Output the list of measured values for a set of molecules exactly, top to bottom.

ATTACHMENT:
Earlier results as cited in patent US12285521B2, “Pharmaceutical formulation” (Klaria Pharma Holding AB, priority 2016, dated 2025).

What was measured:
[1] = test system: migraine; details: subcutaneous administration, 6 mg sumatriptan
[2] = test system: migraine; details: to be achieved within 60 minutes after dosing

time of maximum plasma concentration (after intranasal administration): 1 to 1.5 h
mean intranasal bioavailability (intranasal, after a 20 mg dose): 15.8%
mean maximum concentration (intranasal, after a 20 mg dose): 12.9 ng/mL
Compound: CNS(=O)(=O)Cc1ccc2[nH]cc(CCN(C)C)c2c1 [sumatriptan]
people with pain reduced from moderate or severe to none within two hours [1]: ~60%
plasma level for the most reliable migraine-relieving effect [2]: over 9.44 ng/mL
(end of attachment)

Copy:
Earlier results as cited in patent US12285521B2, “Pharmaceutical formulation” (Klaria Pharma Holding AB, priority 2016, dated 2025).

What was measured:
[1] = test system: migraine; details: subcutaneous administration, 6 mg sumatriptan
[2] = test system: migraine; details: to be achieved within 60 minutes after dosing

time of maximum plasma concentration (after intranasal administration): 1 to 1.5 h
mean intranasal bioavailability (intranasal, after a 20 mg dose): 15.8%
mean maximum concentration (intranasal, after a 20 mg dose): 12.9 ng/mL
Compound: CNS(=O)(=O)Cc1ccc2[nH]cc(CCN(C)C)c2c1 [sumatriptan]
people with pain reduced from moderate or severe to none within two hours [1]: ~60%
plasma level for the most reliable migraine-relieving effect [2]: over 9.44 ng/mL